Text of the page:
Making Your Own color Profiles on the Computer
By Vernon Rabbetts
I like modeling, unfortunately living in Hong Kong, work coupled with a wife and child leave virtually no time for doing any. So in the meantime, I buy models and accessories and I research and dream of the time when I can file, glue, putty and paint to my heart's content. I'm not depressed about it because the research has become a whole lot more fun than I ever thought it would, especially when takes you down "the road less traveled."
Hopefully the first fruits of that research should be published on this website soon in an article about the airport I grew up next to when I was a kid. One of the frustrations of following this path though is the lack of colour profiles in existence. One possibility is to go to someone like Bob Pearson, Chris Banyai-Riepl, Tom Tullis or August Horvath. But this is going to cost money that I'd rather spend on plastic, resin and photo-etch. So the only other option is to do your own and this is what this article attempts to show you.
Equipment that I use is as follows:
- Research Materials. (Anecdotal evidence, photographs etc.)
- Drawing Paper
- Tracing Paper
- Fine point (0.1mm) permanent marker with black ink. (Or Rotring technical pen.)
- Adobe Image Ready
The main part of this stage is getting the basic aircraft line drawing done, there are two ways of doing this. One is to produce your own using the paper and tracing paper and then scan it into the computer. If you're going to do this, use the ginest pen point you can when doing the drawing. The pen I've used on the Hurricane I think is a bit too much. The other is to scan an line drawing of the aircraft in question from something like an Aero Detail book. However, this may well breach copyright laws in your country so I cannot recommend it. Besides drawing your own can be way more fun.
When you call up the image to Image Ready (or like product) you should have a very large image, mine was 2400 pixels wide. This is good as it will work out much better in the final two stages. Your scanned image should look something like this.
The only clean up work I've done is to delete the space surrounding the aircraft and paint it white with the bucket function.
At this stage, I add another layer which I paint red and put this layer behind the aircraft. Using the Magic Wand function I then select the panels on the aircraft and delete them either one by one or in clumps. The next image shows this process 90% done with the red background showing through nicely.
Once you've completed this process your ready to move on.
NOTE: Save a copy of this as you could use this format to produce multiple aircraft profiles and save yourself no end of time see end of article for proof of this.
For this stage, I normally work on the basis that each colour needs it's own separate layer. So I start off by using the magic wand function and selecting the white surrounding the aircraft and then inverting the selection. Create a new layer and then spray or paint bucket the lightest upper surface colour.
Create a new layer and then spray your darker colour on top of this. Work your way through new layers as new colours are needed and you'll end up with something like this:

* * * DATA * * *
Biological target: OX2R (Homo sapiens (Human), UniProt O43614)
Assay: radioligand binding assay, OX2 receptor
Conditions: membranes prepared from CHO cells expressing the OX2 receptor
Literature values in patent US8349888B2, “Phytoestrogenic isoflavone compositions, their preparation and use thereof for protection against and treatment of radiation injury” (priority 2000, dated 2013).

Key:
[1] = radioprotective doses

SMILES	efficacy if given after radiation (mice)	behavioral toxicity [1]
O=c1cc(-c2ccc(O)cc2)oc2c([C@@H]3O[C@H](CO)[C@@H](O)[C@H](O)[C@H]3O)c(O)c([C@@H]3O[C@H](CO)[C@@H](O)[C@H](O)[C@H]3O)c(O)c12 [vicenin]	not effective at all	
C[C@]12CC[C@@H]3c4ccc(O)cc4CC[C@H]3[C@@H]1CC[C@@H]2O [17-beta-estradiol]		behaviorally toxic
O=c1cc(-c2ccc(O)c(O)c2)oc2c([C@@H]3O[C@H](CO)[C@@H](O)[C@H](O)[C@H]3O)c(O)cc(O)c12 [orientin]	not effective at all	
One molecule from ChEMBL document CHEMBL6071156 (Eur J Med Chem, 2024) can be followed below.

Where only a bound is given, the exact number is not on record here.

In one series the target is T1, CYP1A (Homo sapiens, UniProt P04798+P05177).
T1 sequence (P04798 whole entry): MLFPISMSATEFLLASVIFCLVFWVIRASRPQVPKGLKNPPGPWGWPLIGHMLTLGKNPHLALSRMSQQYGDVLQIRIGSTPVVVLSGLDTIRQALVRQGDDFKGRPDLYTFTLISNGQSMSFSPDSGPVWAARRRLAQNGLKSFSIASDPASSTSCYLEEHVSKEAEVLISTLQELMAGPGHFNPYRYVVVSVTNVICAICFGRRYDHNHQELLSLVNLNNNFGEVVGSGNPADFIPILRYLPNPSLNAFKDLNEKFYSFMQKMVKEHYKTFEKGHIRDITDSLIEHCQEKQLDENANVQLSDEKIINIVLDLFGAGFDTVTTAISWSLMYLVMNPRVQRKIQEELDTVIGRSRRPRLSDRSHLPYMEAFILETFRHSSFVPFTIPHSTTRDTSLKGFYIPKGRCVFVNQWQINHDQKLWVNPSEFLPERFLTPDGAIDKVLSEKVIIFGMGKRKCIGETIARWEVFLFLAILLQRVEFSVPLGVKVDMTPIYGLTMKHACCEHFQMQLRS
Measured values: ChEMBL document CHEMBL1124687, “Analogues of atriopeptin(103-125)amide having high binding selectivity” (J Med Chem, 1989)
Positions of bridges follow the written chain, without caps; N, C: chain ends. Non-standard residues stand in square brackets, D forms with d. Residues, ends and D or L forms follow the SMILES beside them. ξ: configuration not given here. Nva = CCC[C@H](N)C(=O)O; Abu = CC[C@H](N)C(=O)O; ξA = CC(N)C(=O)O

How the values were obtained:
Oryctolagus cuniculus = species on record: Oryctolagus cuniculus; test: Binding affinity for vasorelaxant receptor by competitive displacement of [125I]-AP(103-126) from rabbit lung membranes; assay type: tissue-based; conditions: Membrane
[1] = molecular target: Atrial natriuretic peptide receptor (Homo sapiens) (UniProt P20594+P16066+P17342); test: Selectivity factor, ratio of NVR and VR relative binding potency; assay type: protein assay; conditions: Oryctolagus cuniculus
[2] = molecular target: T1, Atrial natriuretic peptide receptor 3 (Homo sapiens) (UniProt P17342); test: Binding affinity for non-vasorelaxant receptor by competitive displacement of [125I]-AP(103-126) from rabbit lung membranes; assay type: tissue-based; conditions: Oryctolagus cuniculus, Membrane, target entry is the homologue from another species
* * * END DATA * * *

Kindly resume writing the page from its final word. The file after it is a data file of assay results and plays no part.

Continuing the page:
As with airbrushing your real models, using the feather controls on each layer adds a nice element of "authenticity" to your finished work. Once you're happy merge the block colour layers together so you end up with three layers, the line drawing, the block colours and the red drawing.
The next stage is equivalent to decaling, and involves the adding of markings. Work your way through them, creating separate layers per colour and then merging as necessary. Once you're happy then just add the final details and you should have something that look like this:
This is very similar to the sort of profiles you'd see on the Aeromaster decal sheets and is good enough by itself. However, if you're anything like me and an arty-farty bastard at heart you'll want to go to the next stage.
This is the shading and highlighting stage of the operation as well as the final details. Create separate layers again, but take the transparency of each layer to anything between 20 and 50%. Add as many layers as you want to get the effect that you need, it's the same in many ways as post-shading your model.
One good tip is to build up layers of higher transparency (20%) colour than one layer at a lower setting of say 50%. Keep working your way through until you've got something that looks similar to this:
What I normally do then is to make the line drawing transparency from 100% to 80%, (it tones the lines down,) and then merge the layers or flatten the image.
The last thing to do is to reduce the image size (I reduced to 25% on the Hurricane). There are two reasons for this. Firstly, you save memory space in your computer, the final image is about 8 mega bites in size so reducing makes a lot of difference. The second is that it smoothes out the colours.
August Horvath thinks that adding backgrounds to profiles is a sin, but I disagree. Go nuts, it's your profile, I ended up with profile you see at the top, because it fit's with the other two I've done for 28 (AC) Squadron (see below). But equally you could do something overboard and do something like I did for the Desert Mk.IIc.
I don't know if this article has been of any interest to any of you, but I honestly hope it was and that you'll be able to try some of your own. It's not as difficult as you might think and when you just can't get time to do real modeling yourself, maybe this will give you another option.
This article was published on Wednesday, July 20 2011; Last modified on Saturday, May 14 2016